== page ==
For those who already have heart ailments, and others who either do not like the taste of alcohol or choose not to indulge for health or religious reasons, non-alcoholic wine might be the better beverage of choice as it offers practically the same health benefits as regular wine but studies show the natural antioxidant polyphenol and resveratrol contained in wine and non-alcoholic wine helps reduce blood pressure and is found to have cardiovascular, anti-cancer and anti-inflammatory benefits. Polyphenol relaxes the blood vessels which allows blood to reach the heart and other vital organs.
When alcohol becomes habitual or not consumed in moderation, it becomes both a health and social issue. Heavy and long-term drinking leads to alcoholism, which is commonly associated with health conditions including, brain damage and Alzheimer’s disease, organ failure, diabetes, obesity and premature aging.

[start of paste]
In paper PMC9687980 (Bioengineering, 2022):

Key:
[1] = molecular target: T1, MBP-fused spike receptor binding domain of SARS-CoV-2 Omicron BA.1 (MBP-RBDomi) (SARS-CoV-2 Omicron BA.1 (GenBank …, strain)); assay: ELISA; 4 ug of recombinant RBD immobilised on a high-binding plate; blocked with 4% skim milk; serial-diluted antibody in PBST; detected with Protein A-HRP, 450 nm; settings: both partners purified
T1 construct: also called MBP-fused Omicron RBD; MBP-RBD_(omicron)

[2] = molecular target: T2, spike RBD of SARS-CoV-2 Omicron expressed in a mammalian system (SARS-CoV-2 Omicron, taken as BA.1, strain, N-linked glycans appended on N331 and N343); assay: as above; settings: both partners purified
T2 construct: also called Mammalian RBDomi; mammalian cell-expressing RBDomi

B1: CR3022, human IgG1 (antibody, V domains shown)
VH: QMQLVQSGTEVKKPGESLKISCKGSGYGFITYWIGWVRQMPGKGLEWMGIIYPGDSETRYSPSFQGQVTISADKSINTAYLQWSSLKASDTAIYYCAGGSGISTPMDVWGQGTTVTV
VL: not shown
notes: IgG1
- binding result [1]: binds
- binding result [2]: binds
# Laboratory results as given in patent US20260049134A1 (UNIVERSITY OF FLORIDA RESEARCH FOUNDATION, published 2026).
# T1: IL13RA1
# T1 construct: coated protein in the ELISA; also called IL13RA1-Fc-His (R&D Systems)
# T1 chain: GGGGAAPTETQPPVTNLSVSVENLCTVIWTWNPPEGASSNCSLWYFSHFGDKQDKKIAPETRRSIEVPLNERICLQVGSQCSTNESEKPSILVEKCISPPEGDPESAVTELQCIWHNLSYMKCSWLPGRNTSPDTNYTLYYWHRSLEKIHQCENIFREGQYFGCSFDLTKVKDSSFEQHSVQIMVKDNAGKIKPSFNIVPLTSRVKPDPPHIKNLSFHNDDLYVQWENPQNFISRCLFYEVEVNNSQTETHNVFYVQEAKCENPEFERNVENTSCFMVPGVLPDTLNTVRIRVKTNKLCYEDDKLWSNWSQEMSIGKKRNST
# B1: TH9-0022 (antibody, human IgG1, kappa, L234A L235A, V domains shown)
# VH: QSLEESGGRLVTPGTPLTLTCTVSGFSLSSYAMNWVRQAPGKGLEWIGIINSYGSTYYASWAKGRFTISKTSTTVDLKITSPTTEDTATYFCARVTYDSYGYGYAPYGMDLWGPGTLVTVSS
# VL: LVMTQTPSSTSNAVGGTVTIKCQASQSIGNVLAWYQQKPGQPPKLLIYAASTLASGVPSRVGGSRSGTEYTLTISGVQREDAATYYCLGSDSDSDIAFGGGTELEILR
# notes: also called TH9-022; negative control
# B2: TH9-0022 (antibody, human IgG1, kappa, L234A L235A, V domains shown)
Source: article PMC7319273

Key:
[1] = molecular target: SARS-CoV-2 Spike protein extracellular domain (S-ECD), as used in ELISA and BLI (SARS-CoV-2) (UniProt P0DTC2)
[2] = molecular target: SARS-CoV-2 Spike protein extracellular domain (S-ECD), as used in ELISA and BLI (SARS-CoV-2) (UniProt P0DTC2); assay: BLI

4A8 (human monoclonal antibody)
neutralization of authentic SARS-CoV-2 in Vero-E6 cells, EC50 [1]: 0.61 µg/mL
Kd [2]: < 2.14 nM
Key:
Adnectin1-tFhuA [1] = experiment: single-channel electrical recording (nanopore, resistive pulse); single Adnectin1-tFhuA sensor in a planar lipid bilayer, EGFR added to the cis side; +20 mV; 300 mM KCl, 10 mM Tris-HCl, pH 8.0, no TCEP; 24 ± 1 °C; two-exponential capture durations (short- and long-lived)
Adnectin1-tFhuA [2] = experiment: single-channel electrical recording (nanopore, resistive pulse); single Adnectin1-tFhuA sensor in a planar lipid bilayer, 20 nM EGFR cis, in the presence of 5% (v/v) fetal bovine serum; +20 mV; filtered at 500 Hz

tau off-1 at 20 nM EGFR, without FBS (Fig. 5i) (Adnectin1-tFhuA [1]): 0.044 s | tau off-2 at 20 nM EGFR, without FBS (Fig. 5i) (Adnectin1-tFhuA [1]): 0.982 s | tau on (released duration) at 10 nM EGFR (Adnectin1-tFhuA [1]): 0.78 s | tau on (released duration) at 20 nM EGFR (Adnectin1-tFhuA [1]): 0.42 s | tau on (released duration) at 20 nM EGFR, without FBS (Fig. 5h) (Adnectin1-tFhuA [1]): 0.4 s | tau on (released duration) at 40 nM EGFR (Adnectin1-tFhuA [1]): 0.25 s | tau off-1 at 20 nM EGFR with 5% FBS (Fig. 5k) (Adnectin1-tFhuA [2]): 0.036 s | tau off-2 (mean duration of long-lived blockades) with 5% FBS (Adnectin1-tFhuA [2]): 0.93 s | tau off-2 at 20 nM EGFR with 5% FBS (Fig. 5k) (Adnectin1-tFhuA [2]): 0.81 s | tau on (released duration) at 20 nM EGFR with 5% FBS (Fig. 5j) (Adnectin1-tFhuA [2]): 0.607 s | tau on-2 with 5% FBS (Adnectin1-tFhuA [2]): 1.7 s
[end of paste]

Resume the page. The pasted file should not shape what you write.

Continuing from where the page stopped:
Although non-alcoholic wine was first patented in 1908, it wasn’t until recent times, through technology, that some low alcohol by volume wines were finally able to be completely dealcoholised from less than 0.05 percent alcohol by volume to 0.00 percent alcohol by volume, allowing a new market of consumers such as pregnant women and Muslims.
In modern times, while cooking, various recipes involve reduction or braising, which calls for wine mainly to impart flavour. In certain recipes, alcohol is an essential component to achieve a chemical reaction in a dish, which cannot be experienced without alcohol interaction. For many others, however, non-alcoholic wines are a better substitute to cooking wines. Cooking wines are loaded with sodium, which detracts from flavor, while it adds a salty taste to the dish. If alcohol is a key feature of a recipe, but you must avoid alcohol for one reason or another, the best bet is to use a completely different recipe, as the effects of using alcohol in a dish are rarely replicated by another ingredient.